Archive of ‘Teacher Topics’ category

A Class of Contradictions

Every time I enter a high school, the smell hits me first. This essence of old, ratty books, smelly teenagers, caustic cleaning supplies, and frustration is pungent. I’m further assailed by the many different varieties of perfume—all cloying in their own way—and the artificial pheromone of cologne thick on guys. My eyes are assaulted by shorts and skirts that barely cover the butt cheeks and definitely would not have passed the “finger test” from my high school a little over ten years ago, tanks that show almost every inch of the skin, and pants lower on the legs after exposing colorful underwear. My ears hear curses that abound like kudzu in a Georgia forest, and I’m learning new ways to use words such as “dick,” “pussy,” and “asshole”. Girls have prayer in the middle of this chaos, and at the same time, other girls are singing in unison while two guys beat-box and rap. The sound is a cacophony of student hopes, dreams, and possibilities. The accumulation of this sense-strong setting is a teenage collage in the brightest color.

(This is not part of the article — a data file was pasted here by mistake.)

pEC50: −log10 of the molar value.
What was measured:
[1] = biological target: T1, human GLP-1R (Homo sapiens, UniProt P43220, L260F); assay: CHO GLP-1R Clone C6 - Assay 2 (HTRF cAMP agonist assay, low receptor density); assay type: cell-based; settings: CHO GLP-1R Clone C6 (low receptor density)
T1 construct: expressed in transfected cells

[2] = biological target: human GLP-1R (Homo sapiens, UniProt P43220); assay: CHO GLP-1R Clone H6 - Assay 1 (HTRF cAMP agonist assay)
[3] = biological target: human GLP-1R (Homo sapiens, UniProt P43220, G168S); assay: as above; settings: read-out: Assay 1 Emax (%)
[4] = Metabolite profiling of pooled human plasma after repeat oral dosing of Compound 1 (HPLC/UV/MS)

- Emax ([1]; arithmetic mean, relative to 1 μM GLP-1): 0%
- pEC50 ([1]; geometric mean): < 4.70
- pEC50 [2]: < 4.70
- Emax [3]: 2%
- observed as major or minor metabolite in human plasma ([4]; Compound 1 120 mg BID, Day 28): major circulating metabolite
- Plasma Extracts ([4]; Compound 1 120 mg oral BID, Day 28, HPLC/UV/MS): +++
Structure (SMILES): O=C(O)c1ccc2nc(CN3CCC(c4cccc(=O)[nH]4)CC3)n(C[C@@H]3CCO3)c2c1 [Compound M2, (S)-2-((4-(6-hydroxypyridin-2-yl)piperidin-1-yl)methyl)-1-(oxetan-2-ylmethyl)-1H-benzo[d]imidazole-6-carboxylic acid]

The smell is what always brings up memories, though, as I enter a high school. I once had colorful hair, pushed the limits of the dress code, and cursed like a drunken sailor (an act I still practice in Atlanta rush-hour traffic). The smell conjures the juxtaposing feelings of anxiety and stress with possibilities and hope. I was anxious about my body—were people looking at me or, worse yet, not looking at me?—and stressed over the minute details of my school work and tests—I had to get everything perfect or it seriously bummed me out. I was worried about lunchtime—would people sit at my table, would they make fun of my pristine table manners, and would I even have anything to add to the conversation? I was a painfully introverted student that preferred the company of a good book over that of most people. My talkative spirit had already been slapped down by a miserable crone of a teacher in Fort Leavenworth, Kansas, and ever since that fifth-grade year, I hadn’t recovered whatever piece of my spirit she had stolen. I was constantly working on finding that cheerful motor-mouth that I once was.